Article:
23. ^ a b Pitt, Dennis; Aubain, Jean-Michel (October 2012). "Joseph Lister: father of modern surgery". Canadian Journal of Surgery. 55 (5): E8–E9. doi:10.1503/cjs.007112. PMC 3468637. PMID 22992425.
  24. ^ Lister, Joseph (18 July 1868). "An Address on the Antiseptic System of Treatment in Surgery". British Medical Journal. 2 (394): 53–56. doi:10.1136/bmj.2.394.53. PMC 2310876. PMID 20745202.
  25. ^ Sherwin B. Nuland (19 October 2011). Doctors: The Biography of Medicine. Knopf Doubleday Publishing Group. p. 363. ISBN 978-0-307-80789-2. Retrieved 10 August 2020.
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  27. ^ Lister, Joseph (1 January 1870). "On the Effects of the Antiseptic System of Treatment Upon the Salubrity of a Surgical Hospital". The Lancet. 95 (2418): 2–4. doi:10.1016/S0140-6736(02)31273-X.
  28. ^ Metcalfe, Peter; Metcalfe, Roger (2006). Engineering Studies: Year 11. Glebe, N.S.W.: Pascal Press. p. 151. ISBN 9781741252491. Retrieved 7 July 2014.
  29. ^ Scotland (15 December 2016). "University of Glasgow :: Story :: Biography of Sir George Husband Baird MacLeod". Universitystory.gla.ac.uk. Retrieved 21 January 2018.
  30. ^ Boreham, F. W. Nuggets of Romance, p. 53.
  31. ^ Sakula, Alex (1985). "Marcus Beck Library: Who Was Marcus Beck?". Journal of the Royal Society of Medicine. 78 (12): 1047–1049. doi:10.1177/014107688507801214. PMC 1290062. PMID 3906125.
  32. ^ England, Royal College of Surgeons of. "Beck, Marcus - Biographical entry - Plarr's Lives of the Fellows Online". livesonline.rcseng.ac.uk. Retrieved 17 November 2017.
  33. ^ Hurwitz, Brian; Dupree, Marguerite (March 2012). "Why celebrate Joseph Lister?". The Lancet. 379 (9820): e39–e40. doi:10.1016/s0140-6736(12)60245-1. ISSN 0140-6736. PMID 22385682.
  34. ^ Connor, J. J.; Connor, J. T. H. (1 June 2008). "Being Lister: ethos and Victorian medical discourse". Medical Humanities. 34 (1): 3–10. doi:10.1136/jmh.2008.000270. ISSN 1468-215X. PMID 23674533.
  35. ^ Nakayama, Don (2018). "Antisepsis and Asepsis and How They Shaped Modern Surgery". ProQuest 2086806520. Cite journal requires |journal= (help)
  36. ^ "Transactions of the Clinical Society of London Volume 18 1886". Clinical Society. Retrieved 23 October 2012. archive.org
  37. ^ Bailard, Esther J. (1924). "Joseph Lister". The American Journal of Nursing. 24 (7): 576. JSTOR 3407651.
  38. ^ Cope, Zachary (1967). "Joseph Lister, 1827–1912". The British Medical Journal. 2 (5543): 7–8. doi:10.1136/bmj.2.5543.7. JSTOR 25411706. PMC 1841130. PMID 5336180.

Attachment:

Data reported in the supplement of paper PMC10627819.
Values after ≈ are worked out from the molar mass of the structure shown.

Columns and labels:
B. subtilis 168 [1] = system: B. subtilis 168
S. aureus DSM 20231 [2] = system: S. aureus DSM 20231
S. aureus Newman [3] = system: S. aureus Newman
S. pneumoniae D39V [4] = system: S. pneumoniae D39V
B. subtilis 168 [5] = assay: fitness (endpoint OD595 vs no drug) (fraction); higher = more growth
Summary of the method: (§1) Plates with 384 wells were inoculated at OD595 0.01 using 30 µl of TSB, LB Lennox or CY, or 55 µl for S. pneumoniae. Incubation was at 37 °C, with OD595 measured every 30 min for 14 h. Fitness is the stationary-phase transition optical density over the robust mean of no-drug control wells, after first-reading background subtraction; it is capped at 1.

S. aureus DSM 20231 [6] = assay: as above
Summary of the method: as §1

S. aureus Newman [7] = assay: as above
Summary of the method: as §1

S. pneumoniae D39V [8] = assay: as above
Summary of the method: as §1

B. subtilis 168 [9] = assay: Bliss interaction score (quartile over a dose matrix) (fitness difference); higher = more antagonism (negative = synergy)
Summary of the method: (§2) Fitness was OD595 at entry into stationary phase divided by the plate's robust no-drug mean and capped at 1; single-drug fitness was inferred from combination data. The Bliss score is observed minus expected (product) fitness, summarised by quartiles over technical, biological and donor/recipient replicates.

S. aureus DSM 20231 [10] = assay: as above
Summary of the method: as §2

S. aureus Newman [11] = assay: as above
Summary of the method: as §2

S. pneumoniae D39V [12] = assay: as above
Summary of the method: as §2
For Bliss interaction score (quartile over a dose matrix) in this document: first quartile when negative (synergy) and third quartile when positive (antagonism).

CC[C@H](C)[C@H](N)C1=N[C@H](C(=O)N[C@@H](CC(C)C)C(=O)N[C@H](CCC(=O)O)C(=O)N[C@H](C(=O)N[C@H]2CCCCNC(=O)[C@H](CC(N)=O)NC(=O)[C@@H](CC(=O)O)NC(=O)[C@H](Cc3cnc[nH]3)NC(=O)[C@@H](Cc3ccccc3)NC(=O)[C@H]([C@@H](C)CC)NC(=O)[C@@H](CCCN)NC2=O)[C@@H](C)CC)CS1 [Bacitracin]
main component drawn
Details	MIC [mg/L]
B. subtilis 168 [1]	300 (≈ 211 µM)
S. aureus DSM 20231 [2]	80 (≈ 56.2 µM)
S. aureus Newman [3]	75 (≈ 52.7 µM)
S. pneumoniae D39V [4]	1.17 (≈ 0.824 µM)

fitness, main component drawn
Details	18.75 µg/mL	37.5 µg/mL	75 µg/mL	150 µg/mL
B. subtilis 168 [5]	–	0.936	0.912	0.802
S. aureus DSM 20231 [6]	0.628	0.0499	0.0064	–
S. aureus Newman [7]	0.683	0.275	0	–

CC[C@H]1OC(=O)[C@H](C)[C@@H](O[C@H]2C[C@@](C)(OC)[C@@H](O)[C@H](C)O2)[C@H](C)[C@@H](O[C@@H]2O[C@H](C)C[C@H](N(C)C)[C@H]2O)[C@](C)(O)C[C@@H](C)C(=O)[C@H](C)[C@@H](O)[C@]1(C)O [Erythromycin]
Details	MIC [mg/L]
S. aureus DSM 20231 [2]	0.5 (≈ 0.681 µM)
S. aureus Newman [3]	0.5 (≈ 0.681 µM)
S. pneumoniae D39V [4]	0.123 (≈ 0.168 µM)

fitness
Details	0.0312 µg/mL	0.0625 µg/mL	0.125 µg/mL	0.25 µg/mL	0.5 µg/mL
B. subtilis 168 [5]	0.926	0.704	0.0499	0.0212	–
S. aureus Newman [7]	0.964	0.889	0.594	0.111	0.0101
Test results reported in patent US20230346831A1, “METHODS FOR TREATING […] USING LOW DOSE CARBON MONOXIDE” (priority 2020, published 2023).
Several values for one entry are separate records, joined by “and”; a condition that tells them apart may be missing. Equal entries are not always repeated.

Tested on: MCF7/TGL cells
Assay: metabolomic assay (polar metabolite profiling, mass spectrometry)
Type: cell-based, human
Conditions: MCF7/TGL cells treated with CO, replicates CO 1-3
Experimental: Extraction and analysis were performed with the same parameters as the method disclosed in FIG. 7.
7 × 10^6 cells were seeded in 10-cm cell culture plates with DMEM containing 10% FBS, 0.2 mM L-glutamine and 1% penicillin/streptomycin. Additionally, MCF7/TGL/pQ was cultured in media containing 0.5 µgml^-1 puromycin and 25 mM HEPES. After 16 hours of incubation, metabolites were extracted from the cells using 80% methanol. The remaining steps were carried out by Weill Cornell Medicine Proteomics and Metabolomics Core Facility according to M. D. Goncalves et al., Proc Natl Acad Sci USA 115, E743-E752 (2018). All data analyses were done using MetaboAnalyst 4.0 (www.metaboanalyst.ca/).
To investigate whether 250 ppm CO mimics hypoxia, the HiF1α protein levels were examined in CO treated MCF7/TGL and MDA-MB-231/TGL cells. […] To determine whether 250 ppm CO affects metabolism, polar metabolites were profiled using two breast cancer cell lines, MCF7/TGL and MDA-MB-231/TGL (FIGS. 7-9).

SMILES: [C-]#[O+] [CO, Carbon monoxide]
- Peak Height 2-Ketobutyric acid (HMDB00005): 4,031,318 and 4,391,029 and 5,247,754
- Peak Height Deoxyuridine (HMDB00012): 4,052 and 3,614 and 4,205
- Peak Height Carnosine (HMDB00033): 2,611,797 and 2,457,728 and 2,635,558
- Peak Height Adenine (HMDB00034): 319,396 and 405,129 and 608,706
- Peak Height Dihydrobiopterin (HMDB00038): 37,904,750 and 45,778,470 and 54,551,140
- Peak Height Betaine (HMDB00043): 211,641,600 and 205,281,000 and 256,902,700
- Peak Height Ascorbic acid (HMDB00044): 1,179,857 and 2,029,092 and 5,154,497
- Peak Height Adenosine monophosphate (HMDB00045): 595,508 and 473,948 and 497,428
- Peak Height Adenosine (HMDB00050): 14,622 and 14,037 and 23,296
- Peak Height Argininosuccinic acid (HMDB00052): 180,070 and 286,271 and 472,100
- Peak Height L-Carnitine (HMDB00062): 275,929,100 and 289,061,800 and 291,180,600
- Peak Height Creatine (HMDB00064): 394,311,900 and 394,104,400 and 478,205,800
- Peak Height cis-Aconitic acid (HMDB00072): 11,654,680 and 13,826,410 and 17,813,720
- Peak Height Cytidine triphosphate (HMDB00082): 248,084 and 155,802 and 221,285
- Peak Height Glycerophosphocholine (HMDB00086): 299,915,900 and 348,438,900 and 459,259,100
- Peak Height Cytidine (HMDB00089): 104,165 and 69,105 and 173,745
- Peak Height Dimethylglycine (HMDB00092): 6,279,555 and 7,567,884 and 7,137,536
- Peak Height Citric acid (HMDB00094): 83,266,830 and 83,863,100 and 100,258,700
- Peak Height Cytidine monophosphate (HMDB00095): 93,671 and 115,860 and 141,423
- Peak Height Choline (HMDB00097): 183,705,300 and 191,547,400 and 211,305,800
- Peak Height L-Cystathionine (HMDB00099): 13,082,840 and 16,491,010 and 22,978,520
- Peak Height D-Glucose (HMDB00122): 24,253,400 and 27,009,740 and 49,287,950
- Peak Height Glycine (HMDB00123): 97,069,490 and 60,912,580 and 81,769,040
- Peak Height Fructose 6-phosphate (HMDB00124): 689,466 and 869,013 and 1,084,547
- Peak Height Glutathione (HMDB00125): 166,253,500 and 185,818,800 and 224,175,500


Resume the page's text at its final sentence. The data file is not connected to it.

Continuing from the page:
39. ^ Hurwitz, Brian; Dupree, Marguerite (2012). "Why celebrate Joseph Lister?". The Lancet. 379 (9820): e39–e40. doi:10.1016/s0140-6736(12)60245-1. ISSN 0140-6736. PMID 22385682.
  40. ^ Lister, Joseph (1999). "Professor Lister on Antiseptic Surgery". The Lancet. 102 (2610): 353–354. doi:10.1016/s0140-6736(02)65655-7. ISSN 0140-6736.
  41. ^ "No. 27175". The London Gazette. 20 March 1900. p. 1875.
  42. ^ "No. 27289". The London Gazette. 26 February 1901. p. 1414.
  43. ^ Reminiscences of a Surgeon. Dorrance Publishing. p. 134.
  44. ^ Coast House
  45. ^ High Street Deal – Blue Plaque Walks in Deal
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  47. ^ Maryland Medical Journal. Medical Journal Company, University of Michigan. 1891. p. 173. Retrieved 13 August 2020.
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  50. ^ The Times, Friday, 1 Jan 1897; Issue 35089; p. 8; col A
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  52. ^ "Court Circular". The Times (36842). London. 9 August 1902. p. 6.
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  54. ^ "No. 27464". The London Gazette. 12 August 1902. p. 5173.
  55. ^ "Antiseptic Surgery Stamps". BFFC. Retrieved 22 February 2017
  56. ^ "Our Heritage". The Lister Institute. Archived from the original on 25 November 2015. Retrieved 24 November 2015.
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  58. ^ Hicks, Jesse. "A Fresh Breath". Thanks to Chemistry. Chemical Heritage Foundation. Archived from the original on 12 July 2016. Retrieved 27 January 2015.
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  60. ^ "Behind the Frieze – Baron Lister of Lyme Regis (1827–1912)". Archived from the original on 22 November 2016. Retrieved 22 November 2016.
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  62. ^ "Fellow details". The Royal Society. 2020 The Royal Society. Retrieved 13 August 2020.

Further readingEdit

  • Fitzharris, Lindsey (2017). The Butchering Art: Joseph Lister's Quest to Transform the Grisly World of Victorian Medicine. New York: Scientific American/Farrar, Straus and Giroux. ISBN 978-0374117290. OCLC 978250363.

External linksEdit

Peerage of the United Kingdom
New creation Baron Lister
1897–1912
Extinct
Baronetage of the United Kingdom
New title Baronet
(of Park Crescent)
1883–1912
Extinct